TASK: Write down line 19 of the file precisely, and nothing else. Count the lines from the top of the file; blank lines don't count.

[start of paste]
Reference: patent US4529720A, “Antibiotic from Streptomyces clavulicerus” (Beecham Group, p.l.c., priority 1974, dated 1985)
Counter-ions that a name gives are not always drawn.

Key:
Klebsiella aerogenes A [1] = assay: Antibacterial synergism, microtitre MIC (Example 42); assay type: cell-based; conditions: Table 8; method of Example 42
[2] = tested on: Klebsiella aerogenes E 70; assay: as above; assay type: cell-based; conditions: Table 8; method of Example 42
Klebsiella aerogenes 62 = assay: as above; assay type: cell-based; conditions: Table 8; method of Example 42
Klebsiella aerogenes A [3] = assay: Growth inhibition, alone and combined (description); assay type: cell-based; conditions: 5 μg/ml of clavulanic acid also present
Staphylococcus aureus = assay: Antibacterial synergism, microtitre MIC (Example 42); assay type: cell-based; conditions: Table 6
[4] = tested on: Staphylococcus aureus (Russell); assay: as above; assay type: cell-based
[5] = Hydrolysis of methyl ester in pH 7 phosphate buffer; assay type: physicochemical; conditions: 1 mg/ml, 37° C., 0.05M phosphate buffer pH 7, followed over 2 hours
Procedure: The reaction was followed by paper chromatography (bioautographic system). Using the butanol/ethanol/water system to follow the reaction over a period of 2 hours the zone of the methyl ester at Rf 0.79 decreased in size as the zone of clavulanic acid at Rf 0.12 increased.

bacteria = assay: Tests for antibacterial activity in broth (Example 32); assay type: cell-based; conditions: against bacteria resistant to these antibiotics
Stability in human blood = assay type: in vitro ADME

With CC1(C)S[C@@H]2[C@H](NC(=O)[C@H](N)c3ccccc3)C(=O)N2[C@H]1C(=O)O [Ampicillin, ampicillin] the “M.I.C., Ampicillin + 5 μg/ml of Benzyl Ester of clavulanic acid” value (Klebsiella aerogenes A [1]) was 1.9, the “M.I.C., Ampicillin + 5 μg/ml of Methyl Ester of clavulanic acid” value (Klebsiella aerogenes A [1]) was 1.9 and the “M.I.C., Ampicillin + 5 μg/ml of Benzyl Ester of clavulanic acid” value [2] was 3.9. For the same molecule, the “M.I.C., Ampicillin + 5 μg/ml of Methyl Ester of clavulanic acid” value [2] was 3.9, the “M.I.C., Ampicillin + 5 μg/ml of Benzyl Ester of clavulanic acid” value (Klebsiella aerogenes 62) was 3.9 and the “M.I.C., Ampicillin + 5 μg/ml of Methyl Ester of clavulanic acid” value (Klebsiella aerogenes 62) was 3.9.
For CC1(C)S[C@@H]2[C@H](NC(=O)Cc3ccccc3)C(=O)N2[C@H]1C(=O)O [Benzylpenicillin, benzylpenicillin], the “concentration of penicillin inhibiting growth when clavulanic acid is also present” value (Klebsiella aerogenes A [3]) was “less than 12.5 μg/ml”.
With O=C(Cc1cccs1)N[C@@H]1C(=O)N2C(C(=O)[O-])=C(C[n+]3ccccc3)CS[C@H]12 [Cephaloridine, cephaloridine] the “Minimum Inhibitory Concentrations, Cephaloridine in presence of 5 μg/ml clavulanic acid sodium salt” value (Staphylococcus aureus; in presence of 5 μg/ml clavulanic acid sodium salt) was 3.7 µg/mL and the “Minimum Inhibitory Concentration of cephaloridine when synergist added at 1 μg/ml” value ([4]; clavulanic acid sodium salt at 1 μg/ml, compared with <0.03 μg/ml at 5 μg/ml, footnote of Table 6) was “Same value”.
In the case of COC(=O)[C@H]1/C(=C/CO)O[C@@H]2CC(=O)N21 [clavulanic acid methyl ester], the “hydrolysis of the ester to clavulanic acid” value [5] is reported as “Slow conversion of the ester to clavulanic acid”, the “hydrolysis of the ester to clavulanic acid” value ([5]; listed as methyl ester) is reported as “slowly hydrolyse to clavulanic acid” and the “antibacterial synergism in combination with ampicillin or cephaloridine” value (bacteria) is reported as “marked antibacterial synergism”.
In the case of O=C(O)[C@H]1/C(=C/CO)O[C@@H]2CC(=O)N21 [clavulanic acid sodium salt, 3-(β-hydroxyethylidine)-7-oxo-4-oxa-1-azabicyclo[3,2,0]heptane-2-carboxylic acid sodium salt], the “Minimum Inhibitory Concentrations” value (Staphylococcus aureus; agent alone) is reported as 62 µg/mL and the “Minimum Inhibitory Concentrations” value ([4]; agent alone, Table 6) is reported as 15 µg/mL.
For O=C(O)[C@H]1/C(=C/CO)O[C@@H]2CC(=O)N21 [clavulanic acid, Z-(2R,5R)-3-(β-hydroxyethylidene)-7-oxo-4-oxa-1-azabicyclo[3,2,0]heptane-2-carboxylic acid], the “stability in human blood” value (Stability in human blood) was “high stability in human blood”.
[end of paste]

For O=C(O)[C@H]1/C(=C/CO)O[C@@H]2CC(=O)N21 [clavulanic acid, Z-(2R,5R)-3-(β-hydroxyethylidene)-7-oxo-4-oxa-1-azabicyclo[3,2,0]heptane-2-carboxylic acid], the “stability in human blood” value (Stability in human blood) was “high stability in human blood”.